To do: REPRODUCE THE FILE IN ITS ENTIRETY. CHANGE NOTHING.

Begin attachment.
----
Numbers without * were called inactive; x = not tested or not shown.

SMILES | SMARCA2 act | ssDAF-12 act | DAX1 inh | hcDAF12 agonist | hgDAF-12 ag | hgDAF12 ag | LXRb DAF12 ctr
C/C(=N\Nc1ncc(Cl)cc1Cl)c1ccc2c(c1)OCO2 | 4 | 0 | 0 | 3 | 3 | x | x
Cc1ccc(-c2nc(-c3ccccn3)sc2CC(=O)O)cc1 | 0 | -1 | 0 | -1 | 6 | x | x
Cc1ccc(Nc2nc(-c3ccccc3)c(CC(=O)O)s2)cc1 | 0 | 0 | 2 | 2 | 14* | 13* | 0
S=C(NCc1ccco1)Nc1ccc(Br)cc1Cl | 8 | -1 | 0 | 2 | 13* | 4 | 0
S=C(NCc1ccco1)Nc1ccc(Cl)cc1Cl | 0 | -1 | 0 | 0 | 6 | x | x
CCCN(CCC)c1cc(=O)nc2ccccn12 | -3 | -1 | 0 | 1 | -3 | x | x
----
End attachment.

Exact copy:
Numbers without * were called inactive; x = not tested or not shown.

SMILES | SMARCA2 act | ssDAF-12 act | DAX1 inh | hcDAF12 agonist | hgDAF-12 ag | hgDAF12 ag | LXRb DAF12 ctr
C/C(=N\Nc1ncc(Cl)cc1Cl)c1ccc2c(c1)OCO2 | 4 | 0 | 0 | 3 | 3 | x | x
Cc1ccc(-c2nc(-c3ccccn3)sc2CC(=O)O)cc1 | 0 | -1 | 0 | -1 | 6 | x | x
Cc1ccc(Nc2nc(-c3ccccc3)c(CC(=O)O)s2)cc1 | 0 | 0 | 2 | 2 | 14* | 13* | 0
S=C(NCc1ccco1)Nc1ccc(Br)cc1Cl | 8 | -1 | 0 | 2 | 13* | 4 | 0
S=C(NCc1ccco1)Nc1ccc(Cl)cc1Cl | 0 | -1 | 0 | 0 | 6 | x | x
CCCN(CCC)c1cc(=O)nc2ccccn12 | -3 | -1 | 0 | 1 | -3 | x | x